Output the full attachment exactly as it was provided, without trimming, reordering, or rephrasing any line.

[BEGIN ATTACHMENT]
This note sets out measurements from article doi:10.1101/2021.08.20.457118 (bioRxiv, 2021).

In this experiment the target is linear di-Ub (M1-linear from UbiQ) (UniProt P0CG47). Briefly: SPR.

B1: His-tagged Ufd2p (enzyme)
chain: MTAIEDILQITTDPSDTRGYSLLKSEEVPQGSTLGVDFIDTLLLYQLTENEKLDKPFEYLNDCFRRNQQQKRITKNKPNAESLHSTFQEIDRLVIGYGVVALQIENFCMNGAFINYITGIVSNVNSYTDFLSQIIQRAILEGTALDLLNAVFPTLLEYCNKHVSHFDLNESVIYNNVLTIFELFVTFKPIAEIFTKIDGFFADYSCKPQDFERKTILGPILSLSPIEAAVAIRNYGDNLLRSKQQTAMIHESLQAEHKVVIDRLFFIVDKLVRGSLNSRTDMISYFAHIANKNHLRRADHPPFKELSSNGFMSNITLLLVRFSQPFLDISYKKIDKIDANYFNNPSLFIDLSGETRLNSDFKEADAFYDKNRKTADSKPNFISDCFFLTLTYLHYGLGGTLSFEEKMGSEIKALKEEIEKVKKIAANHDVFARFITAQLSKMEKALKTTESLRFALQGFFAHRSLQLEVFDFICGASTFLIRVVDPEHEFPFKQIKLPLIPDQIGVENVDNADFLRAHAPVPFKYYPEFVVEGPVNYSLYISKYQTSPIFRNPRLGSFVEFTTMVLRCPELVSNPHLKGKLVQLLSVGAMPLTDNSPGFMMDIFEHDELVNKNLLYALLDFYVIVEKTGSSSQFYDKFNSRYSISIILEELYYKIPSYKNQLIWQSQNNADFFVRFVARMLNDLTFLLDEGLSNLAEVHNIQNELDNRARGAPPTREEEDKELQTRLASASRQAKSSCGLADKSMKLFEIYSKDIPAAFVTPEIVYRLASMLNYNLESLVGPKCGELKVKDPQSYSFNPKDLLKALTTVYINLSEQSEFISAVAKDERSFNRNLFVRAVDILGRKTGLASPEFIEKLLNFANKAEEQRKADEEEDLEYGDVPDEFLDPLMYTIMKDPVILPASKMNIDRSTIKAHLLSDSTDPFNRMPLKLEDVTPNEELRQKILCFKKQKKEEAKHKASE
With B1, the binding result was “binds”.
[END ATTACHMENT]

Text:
This note sets out measurements from article doi:10.1101/2021.08.20.457118 (bioRxiv, 2021).

In this experiment the target is linear di-Ub (M1-linear from UbiQ) (UniProt P0CG47). Briefly: SPR.

B1: His-tagged Ufd2p (enzyme)
chain: MTAIEDILQITTDPSDTRGYSLLKSEEVPQGSTLGVDFIDTLLLYQLTENEKLDKPFEYLNDCFRRNQQQKRITKNKPNAESLHSTFQEIDRLVIGYGVVALQIENFCMNGAFINYITGIVSNVNSYTDFLSQIIQRAILEGTALDLLNAVFPTLLEYCNKHVSHFDLNESVIYNNVLTIFELFVTFKPIAEIFTKIDGFFADYSCKPQDFERKTILGPILSLSPIEAAVAIRNYGDNLLRSKQQTAMIHESLQAEHKVVIDRLFFIVDKLVRGSLNSRTDMISYFAHIANKNHLRRADHPPFKELSSNGFMSNITLLLVRFSQPFLDISYKKIDKIDANYFNNPSLFIDLSGETRLNSDFKEADAFYDKNRKTADSKPNFISDCFFLTLTYLHYGLGGTLSFEEKMGSEIKALKEEIEKVKKIAANHDVFARFITAQLSKMEKALKTTESLRFALQGFFAHRSLQLEVFDFICGASTFLIRVVDPEHEFPFKQIKLPLIPDQIGVENVDNADFLRAHAPVPFKYYPEFVVEGPVNYSLYISKYQTSPIFRNPRLGSFVEFTTMVLRCPELVSNPHLKGKLVQLLSVGAMPLTDNSPGFMMDIFEHDELVNKNLLYALLDFYVIVEKTGSSSQFYDKFNSRYSISIILEELYYKIPSYKNQLIWQSQNNADFFVRFVARMLNDLTFLLDEGLSNLAEVHNIQNELDNRARGAPPTREEEDKELQTRLASASRQAKSSCGLADKSMKLFEIYSKDIPAAFVTPEIVYRLASMLNYNLESLVGPKCGELKVKDPQSYSFNPKDLLKALTTVYINLSEQSEFISAVAKDERSFNRNLFVRAVDILGRKTGLASPEFIEKLLNFANKAEEQRKADEEEDLEYGDVPDEFLDPLMYTIMKDPVILPASKMNIDRSTIKAHLLSDSTDPFNRMPLKLEDVTPNEELRQKILCFKKQKKEEAKHKASE
With B1, the binding result was “binds”.